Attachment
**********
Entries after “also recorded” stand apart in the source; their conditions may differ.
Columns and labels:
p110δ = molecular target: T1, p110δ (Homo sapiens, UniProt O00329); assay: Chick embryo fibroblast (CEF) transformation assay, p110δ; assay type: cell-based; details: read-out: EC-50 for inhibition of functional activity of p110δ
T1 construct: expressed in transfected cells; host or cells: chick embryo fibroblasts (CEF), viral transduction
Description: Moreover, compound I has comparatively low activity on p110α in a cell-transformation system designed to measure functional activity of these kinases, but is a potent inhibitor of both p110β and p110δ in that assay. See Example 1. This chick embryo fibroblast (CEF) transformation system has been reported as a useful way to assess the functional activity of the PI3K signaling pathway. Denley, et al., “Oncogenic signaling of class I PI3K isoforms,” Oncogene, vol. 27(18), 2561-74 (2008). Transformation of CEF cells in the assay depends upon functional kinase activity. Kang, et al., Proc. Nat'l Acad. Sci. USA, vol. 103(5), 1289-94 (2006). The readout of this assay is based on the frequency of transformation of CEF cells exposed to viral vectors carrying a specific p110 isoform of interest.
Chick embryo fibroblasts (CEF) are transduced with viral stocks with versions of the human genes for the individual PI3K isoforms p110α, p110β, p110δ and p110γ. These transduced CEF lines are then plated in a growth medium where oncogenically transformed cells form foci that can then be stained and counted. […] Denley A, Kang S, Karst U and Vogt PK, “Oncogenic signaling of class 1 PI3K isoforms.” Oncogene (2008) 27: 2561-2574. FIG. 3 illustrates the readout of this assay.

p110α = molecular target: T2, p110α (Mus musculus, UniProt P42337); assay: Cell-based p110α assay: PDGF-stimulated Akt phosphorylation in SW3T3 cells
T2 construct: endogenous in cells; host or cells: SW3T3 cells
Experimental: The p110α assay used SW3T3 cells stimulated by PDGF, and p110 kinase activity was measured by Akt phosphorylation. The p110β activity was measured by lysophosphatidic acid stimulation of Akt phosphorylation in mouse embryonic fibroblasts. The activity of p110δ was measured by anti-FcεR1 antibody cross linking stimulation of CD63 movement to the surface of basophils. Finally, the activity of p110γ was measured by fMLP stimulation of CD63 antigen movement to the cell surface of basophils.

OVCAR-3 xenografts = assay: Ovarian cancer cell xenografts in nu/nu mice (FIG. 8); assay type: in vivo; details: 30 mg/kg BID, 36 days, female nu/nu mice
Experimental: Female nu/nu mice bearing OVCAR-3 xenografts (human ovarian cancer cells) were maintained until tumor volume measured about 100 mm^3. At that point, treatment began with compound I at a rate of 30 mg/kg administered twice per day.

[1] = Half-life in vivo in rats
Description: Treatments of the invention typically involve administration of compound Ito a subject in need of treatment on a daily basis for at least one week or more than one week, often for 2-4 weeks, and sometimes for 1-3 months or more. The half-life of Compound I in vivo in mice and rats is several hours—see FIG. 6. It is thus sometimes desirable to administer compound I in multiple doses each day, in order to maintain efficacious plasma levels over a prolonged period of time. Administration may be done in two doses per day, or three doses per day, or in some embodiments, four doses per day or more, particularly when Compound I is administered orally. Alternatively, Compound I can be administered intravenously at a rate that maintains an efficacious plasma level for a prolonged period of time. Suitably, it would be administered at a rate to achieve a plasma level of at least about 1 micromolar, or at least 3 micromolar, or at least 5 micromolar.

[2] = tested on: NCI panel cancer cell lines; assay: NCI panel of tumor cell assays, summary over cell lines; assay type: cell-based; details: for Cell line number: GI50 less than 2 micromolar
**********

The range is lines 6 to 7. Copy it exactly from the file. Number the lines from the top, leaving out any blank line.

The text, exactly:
Chick embryo fibroblasts (CEF) are transduced with viral stocks with versions of the human genes for the individual PI3K isoforms p110α, p110β, p110δ and p110γ. These transduced CEF lines are then plated in a growth medium where oncogenically transformed cells form foci that can then be stained and counted. […] Denley A, Kang S, Karst U and Vogt PK, “Oncogenic signaling of class 1 PI3K isoforms.” Oncogene (2008) 27: 2561-2574. FIG. 3 illustrates the readout of this assay.

p110α = molecular target: T2, p110α (Mus musculus, UniProt P42337); assay: Cell-based p110α assay: PDGF-stimulated Akt phosphorylation in SW3T3 cells